All Rise season 2, episode 8 recap – “Bette Davis Eyes”

February 9, 2021
Jonathon Wilson 0
Weekly TV
3.5

Summary

“Bette Davis Eyes” sees more major changes occurring in Lola’s courtroom in her absence, while Mark sees his own troubled relationship with his father reflected in his celebrity murder case.

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3.5

Summary

“Bette Davis Eyes” sees more major changes occurring in Lola’s courtroom in her absence, while Mark sees his own troubled relationship with his father reflected in his celebrity murder case.

This All Rise season 2, episode 8 recap for the episode titled “Bette Davis Eyes” contains spoilers.


Just a month after the premature arrival of baby Bailey, Lola has already been replaced – or at least that’s how it seems in “Bette Davis Eyes”. It’s easy for Lola herself to think that, but Ness, Sherri, and Sara can’t help but suspect it too. Her replacement, Judge Jonas Laski (Paul McCrane), assigned to 802 because of unavoidable cutbacks and departmental reshuffling, is her stark opposite, not least because he’s a white man. It’s enough for Lola’s trial team to fondle voodoo dolls that just happen to resemble him quite a bit.

Laski’s overseeing the case of celebrity actress, Samara Strong (Lesley Ann Warren), who was accused of killing her husband 30 years prior by clubbing him over the head with an awards statue. Jere Burns returned as guest-starring lawyer-to-the-stars Adam Pryce and was, naturally, pitted against Mark, representing the people while also, privately, dealing with a longstanding crush on the accused and the sudden reappearance of his estranged dodgy-dealing father, Vic.

This case is pretty open and shut; it’s relatively obvious right from the jump that Samara killed her husband and that her daughter, Kelsey, was a witness to the act and had psychologically buried the trauma for her own protection. But what was interesting about it was how it related to the other subplots of All Rise season 2, episode 8. When Mark turned to Lola for advice, she suggested a cognitive interview, or in other words, returning Kelsey to the scene of the crime and having her memories of the event be prompted and unpacked. Laski authorizes this and Ness rebels against it; having met Kelsey and taken something of a liking to her, she thinks the experience might trigger her, and that justice shouldn’t come at the expense of compassion. Of course, she doesn’t know until she goes to Lola that it was Lola who suggested it in the first place.

I don’t like Ness – I think she’s a one-note mouthpiece for idealistic woke liberalism, but what I do like is the interesting and nuanced discussions that emerge from her predictable rebellion against the system. She has a great conversation with Lola in “Bette Davis Eyes” in which her mentor reminds her that justice must come first and foremost, that there is a system in place for a reason, and that not everything is a racist conspiracy. Ness thinks Laski has been put in Lola’s place because he’s white, whereas Lola trusts Benner, her friend and mentor, not to allow her to be ousted. Sometimes, needs must, as evidenced by the cognitive interview working to expose the fact that Samara did indeed kill her husband.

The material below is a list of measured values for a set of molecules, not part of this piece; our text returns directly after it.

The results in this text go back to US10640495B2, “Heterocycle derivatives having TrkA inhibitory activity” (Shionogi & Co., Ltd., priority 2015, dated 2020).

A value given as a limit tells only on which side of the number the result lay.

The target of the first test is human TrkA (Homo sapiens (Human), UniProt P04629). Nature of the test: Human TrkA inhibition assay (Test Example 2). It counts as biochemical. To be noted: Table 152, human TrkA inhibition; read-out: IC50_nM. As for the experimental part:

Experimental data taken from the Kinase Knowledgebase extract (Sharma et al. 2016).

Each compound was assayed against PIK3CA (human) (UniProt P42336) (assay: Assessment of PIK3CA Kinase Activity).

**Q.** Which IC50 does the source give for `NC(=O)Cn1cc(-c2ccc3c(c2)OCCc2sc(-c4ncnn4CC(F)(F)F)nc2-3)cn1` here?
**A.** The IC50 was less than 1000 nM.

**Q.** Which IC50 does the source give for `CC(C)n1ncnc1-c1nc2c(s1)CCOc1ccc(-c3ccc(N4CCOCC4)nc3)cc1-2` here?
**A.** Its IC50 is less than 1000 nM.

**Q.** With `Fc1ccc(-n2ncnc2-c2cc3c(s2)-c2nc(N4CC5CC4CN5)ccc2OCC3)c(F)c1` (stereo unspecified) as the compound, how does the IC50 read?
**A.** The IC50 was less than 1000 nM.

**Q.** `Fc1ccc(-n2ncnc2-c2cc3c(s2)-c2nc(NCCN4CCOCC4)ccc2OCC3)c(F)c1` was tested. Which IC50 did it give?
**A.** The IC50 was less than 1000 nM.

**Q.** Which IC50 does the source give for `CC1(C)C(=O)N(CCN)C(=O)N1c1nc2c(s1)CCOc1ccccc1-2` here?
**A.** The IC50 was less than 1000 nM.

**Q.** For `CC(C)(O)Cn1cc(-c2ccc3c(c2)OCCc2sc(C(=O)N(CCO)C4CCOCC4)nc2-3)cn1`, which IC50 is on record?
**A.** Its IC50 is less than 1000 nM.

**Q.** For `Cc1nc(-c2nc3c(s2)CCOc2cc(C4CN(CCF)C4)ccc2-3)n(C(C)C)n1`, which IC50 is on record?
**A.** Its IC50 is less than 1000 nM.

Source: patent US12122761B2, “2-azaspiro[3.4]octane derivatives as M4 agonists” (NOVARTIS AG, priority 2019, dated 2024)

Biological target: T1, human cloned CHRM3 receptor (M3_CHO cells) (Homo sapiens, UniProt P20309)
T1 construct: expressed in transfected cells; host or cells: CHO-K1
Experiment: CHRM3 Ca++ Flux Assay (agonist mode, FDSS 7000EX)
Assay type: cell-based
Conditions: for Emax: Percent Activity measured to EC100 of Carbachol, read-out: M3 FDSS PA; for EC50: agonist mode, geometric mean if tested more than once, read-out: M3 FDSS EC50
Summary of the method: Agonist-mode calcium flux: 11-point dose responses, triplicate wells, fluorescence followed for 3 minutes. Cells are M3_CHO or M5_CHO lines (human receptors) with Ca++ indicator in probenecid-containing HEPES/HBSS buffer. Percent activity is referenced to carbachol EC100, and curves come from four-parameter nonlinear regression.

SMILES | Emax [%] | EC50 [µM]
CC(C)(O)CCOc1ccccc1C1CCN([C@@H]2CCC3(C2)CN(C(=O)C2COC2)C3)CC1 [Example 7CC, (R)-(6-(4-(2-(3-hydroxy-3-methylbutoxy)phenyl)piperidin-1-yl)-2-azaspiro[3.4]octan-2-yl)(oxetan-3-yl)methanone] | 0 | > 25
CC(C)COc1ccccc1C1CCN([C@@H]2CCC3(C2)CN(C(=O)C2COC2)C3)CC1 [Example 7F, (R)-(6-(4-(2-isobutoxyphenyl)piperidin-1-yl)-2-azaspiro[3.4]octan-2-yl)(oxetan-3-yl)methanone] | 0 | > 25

Of course, Kelsey was somewhat traumatized by the experience, but in the long term, isn’t it better that she isn’t psychologically burying such an important, damaging truth? Won’t that allow her to better come to terms with it? Interesting questions and they also relate to Mark’s troubled dynamic with Vic, who happens to be in the courtroom to watch his son work while Kelsey is cross-examined about her feelings towards her mother; the resentment and jealousy that develops when parents aren’t able to devote all their time and attention to their children. The difference is that Samara was famous and successful while Vic was a conman, but the essential aspect of loving your parents and wanting to remain loyal to them is universal.

Having all this play out in her absence worries Lola – so, too, do the rumors of cutbacks, and she feels she needs to return to work already to make sure that she isn’t simply replaced and forgotten about. But it’s her mother who reminds her of how their relationship suffered when she went back to work too early. If Lola wants things to be different between her and Bailey, she has to do things differently, and that includes not going back to work when she doesn’t need to. And Mark will always have her back – at the end of “Bette Davis Eyes”, we see he has stolen Laski’s lucky mounted deer head from Lola’s office, where he had it installed.

Luke and Emily get things to do in All Rise season 2, episode 8, but a bit less than usual. It’s Emily’s birthday, which everyone seems to have forgotten, and she finds herself being yanked this way and that by competing responsibilities, trying to please everyone, and ending up losing clients in the process. Luke, too, lets his idealism get the best of him, handing over money to pay a man’s fine and then being talked distressingly easily into ponying up even more. He learns a lesson the hard way that helping people doesn’t have to mean giving them whatever they want, and also that someone deserving of help isn’t always nice enough to not use that help against you. In the end, though, despite Choi realizing that Luke is far too naïve and inexperienced to run restorative justice on his own, he offers to partner with him on the next case, Batman and Robin style. But he’s Batman, obviously.

Luke also came through for Emily, not forgetting her birthday and delivering her a cake after hours. What she wished for when she blew out her candle is anyone’s guess, but one can make some assumptions.

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